For her debut with Zoumboulakis Gallery in Athens, visual artist Despina Flessa presents a series of works that push the limits of conventional drawing materials to their extremes. Presented as part of the double exhibition “Substratum” together with works by Dimitris Efeoglou, Flessa’s sculptures and paper works are a fractured tale of remembrance and semblance, where familiar landscapes are drowned in dark noise, and memory is presented as a cumbersome process of constant accumulation.
The result of a long experimental process with basic art materials, the works on display were made using large quantities of graphite, which Flessa used to cover entire sheets of paper, long stripes of wood veneer and an assemblage of mysterious clay objects. The latter combination of clay and graphite was used for the sculpture Remains (2015), a work of variable dimensions that was placed on the gallery floor like an excavation site or the remains of a fossil skeleton. “I wanted to polish the clay, to give it a metallic shine and make it look precious,” Flessa tells me as we walk around the three-meter-wide assortment of fractured blackness. “It looks like a fossil that’s just been dug up because I wanted it to remind the pictures on the wall somehow.” She points to the wall, where images of natural landscapes are placed inside plexiglass cases, one of which indeed shows an archaeological site. “It’s in the Peloponnese,” Flessa says. “They were doing electricity works and found these prehistoric remains there, so the works stopped.”
The little black forms of Remains look like lumps of coal in the photos, but from up close they really give the impression of polished steel. They appear heavy and, just as Flessa intended, precious. “I made these by covering them with multiple layers of water-soluble graphite. I made the shinier parts using harder pencils. I was interested in this process of covering, masking.” I tell her that in some countries the faithful cover the bones of saints with gold leaf and jewels. She says she finds that interestingly similar to what she had in mind with this piece. But the objects that make up Remains are no bones: a closer look reveals that they’re actually shaped like bullets, fired projectiles, broken sabres, arrowheads and twisting tongues. “There’s no particular symbolism in these objects,” Flessa tells me as I attempt to give an anti-war meaning to the work. “These forms were made intuitively, and all I wanted was to create a sense of timelessness, where something ancient that looks like a fossil or a prehistoric cutting stone also includes elements from other times.”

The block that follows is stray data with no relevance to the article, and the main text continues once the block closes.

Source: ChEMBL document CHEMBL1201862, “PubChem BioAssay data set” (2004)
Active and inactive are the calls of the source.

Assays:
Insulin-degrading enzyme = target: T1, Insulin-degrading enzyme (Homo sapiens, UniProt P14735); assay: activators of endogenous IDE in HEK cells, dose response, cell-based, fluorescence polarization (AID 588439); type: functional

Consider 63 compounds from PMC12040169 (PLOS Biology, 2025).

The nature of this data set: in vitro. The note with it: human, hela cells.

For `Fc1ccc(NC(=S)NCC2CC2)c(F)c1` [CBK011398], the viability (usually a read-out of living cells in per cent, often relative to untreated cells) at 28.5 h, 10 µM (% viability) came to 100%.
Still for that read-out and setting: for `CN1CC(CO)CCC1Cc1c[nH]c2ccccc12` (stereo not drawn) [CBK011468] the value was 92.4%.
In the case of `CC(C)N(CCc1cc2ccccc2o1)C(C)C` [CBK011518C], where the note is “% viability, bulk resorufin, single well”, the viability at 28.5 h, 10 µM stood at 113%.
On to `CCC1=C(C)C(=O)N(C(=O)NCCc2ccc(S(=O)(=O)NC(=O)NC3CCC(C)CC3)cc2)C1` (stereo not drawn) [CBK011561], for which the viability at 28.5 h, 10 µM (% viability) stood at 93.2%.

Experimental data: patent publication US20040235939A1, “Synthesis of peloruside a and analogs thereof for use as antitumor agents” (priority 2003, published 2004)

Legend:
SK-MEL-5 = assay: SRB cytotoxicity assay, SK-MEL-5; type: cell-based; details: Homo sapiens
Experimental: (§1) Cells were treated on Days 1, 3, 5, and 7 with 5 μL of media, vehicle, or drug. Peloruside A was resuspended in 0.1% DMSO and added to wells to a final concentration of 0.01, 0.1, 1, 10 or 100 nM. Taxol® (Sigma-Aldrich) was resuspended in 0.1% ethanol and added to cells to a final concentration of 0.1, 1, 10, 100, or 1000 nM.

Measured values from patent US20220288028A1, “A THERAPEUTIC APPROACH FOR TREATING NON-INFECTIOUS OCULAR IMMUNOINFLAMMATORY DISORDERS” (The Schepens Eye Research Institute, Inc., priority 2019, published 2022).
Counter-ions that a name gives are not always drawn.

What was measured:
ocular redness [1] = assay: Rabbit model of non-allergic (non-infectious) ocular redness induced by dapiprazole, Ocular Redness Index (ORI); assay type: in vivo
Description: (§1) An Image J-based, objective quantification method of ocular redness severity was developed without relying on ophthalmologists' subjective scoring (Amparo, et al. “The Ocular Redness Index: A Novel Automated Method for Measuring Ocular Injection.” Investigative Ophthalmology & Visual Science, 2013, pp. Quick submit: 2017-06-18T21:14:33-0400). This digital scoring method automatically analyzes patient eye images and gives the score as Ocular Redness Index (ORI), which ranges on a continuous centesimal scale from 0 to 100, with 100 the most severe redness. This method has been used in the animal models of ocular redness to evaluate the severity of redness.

This element of time-bending is evident in the rest of the works as well. For example, Flessa’s works on paper feature depictions of nature copied from different artistic styles and periods, from 18th-century bucolic Arcadias to 20th-century photography. And I say copied, because they’re actually xerographic prints —basically, photocopies. “I find these images and I edit them a bit, then I print them before transferring the graphite from the xerographic print on the work. What I end up with is not a print but the remains of the print.” These printer-remains then melt into dense surfaces of graphite that are disproportionately larger than the image itself. Using the same water-soluble graphites, Flessa covers the entire surface of the paper, both front and back; as a result, the paper shines with a metallic sheen, but it also curves and bends under its own weight. “What I wanted to achieve here is a kind of insulation, like sealing every pore of the paper with the graphite. But there’s nothing obsessive about this. It’s not about the time spent making it or being obsessed with getting a task done. It’s more about creating this mystery: what kind of image could be hidden under this surface? That’s the question I wanted to pose here.”
As they escape their two-dimensional plane, these curving paper works seem to move towards the viewer and create a space around the images they carry. The same kind of movement can be seen in Landscape Tableaux (2015), a four-meter-wide composition of thin wooden veneer sheets, once again covered in graphite. With this work, Flessa wanted to create the impression of a canvas melting off the wall, a gesture that resonates with the sense of weight and gravity that can be found in all the works of the series, the most telling of which is Fold (2015): a one-meter-long piece of paper completely covered in graphite and suspended from the wall at a very low height, in many ways reminiscent of Richard Serra’s To Lift (1967). But where Serra’s sculpture has an upward movement and assured firmness, Flessa’s Fold is seen bending downwards in abandonment and release. Encumbered by its many layers of graphite and a kind of “dense writing that says nothing” as Flessa describes it, the paper surrenders to the weight of its own history, saturated by the noise and iterations of narratives told by others. And just like history itself, what was once light and upright now inevitably hunches and withers under its own significance.